A final note concerns the refining situation on the US's east coast. Last winter the EIA was warning that refining capacity could soon fall 450,000 b/d short of demand for refining products in the region and that it would be difficult to bring refined products into the Northeast. Since that forecast however, the Trainer refinery has been sold to Delta Airlines and will reopen this quarter, supposedly using cheaper US crudes from the Midwest that will enable it to turn a profit. A second refinery was sold and will remain open so that new estimates suggest that the region's refining shortfall will only be 50,000 b/d.
3. Ethanol and the drought
The Department of Agriculture on Friday cut its forecast for US corn production to 10.8 billion bushels down 13 percent from last year despite the largest corn sowing since 1937 -- 96.4 million acres. The precipitous drop in corn production once again raises the issue of the 13 billion gallons of ethanol that Congress has mandated as a substitute for gasoline this year. In an average year, about 30-40 percent of our grain crop is sent to the ethanol plants; however about a third of this grain is sold as high-protein fodder to the livestock industry. If the mandate is not relaxed, the US is on track to send 50 percent of the corn crop to the ethanol distillers. High corn prices have already led to the closure of a number of US ethanol plants so that production is now down to about 800,000 b/d vs. about 910,000 b/d in 2011.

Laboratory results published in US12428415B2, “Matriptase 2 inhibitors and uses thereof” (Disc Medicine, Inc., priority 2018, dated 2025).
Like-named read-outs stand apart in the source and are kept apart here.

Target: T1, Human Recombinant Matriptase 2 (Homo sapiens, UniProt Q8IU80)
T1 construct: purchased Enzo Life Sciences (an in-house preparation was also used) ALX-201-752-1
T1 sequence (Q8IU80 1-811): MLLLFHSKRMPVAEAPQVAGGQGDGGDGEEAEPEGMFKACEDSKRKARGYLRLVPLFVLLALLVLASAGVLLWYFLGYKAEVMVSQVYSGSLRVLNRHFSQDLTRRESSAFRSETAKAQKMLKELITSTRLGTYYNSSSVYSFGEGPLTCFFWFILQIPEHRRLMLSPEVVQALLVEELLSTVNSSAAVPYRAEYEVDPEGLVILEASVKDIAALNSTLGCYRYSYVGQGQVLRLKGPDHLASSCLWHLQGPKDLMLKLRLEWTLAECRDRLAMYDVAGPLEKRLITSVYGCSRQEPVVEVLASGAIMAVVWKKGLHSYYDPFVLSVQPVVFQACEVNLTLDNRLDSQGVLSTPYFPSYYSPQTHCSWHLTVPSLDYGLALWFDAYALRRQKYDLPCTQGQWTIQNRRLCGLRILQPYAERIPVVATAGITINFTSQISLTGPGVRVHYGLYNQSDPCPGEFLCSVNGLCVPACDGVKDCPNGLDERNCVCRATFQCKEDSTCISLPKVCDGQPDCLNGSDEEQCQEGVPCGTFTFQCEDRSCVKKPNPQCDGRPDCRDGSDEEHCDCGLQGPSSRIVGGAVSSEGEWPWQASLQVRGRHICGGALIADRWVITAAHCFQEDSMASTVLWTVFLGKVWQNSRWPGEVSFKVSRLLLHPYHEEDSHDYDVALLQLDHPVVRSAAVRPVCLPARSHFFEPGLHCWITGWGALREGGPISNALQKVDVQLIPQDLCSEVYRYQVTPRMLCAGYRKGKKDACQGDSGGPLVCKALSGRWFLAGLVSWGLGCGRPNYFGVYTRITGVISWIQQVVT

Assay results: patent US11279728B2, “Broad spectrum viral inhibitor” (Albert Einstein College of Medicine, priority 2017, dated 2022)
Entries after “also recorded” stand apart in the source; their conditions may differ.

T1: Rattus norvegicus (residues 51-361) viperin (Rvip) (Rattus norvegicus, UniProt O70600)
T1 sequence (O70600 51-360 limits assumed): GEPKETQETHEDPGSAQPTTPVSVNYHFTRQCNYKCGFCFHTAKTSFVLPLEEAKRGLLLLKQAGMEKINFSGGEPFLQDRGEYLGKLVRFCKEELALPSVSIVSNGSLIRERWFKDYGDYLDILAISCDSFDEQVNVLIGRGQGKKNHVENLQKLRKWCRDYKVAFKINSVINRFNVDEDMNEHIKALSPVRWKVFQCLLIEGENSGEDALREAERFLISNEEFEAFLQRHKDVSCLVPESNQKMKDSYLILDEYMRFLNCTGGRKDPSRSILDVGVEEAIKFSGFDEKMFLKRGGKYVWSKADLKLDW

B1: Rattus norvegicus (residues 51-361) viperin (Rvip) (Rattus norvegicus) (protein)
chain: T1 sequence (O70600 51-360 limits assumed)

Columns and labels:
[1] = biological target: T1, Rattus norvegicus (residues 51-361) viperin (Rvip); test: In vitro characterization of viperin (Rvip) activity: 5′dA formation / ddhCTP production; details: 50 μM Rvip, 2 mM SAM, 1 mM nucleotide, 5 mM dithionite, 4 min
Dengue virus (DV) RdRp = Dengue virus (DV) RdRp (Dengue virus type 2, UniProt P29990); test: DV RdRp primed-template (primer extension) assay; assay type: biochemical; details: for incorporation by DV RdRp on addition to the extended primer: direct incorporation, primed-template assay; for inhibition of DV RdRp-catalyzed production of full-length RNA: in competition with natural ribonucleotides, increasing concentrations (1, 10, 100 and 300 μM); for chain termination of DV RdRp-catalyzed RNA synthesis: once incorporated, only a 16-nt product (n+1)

Last week the UN called for an immediate suspension of the US's ethanol mandate in the face of rising corn prices which have climbed 50 percent since June and fears that a repeat of the food shortages seen four years ago could be in store. The issue is a contentious one as corn state farmers benefit from high prices. Cutting 900,000 b/d out of the nation's fuel supply could increase exports and drive up oil prices.
The US livestock industry is being seriously harmed by high prices so that several state governors are joining members of Congress in petitioning the EPA to waive the mandate. This will trigger a 90-day legal process that will force the administration to make a decision. Some analysts believe that a reduction of the mandate would be largely symbolic and would have little effect on food prices.
Quote of the week
Whether you're a businessperson, whether you're in government, whether you're teaching - this is affecting your daily life. And the more you know about it, the better prepared you'll be to deal with it."
- Kurt Cobb
The Briefs (clips from recent Peak Oil News dailies are indicated by date and item #)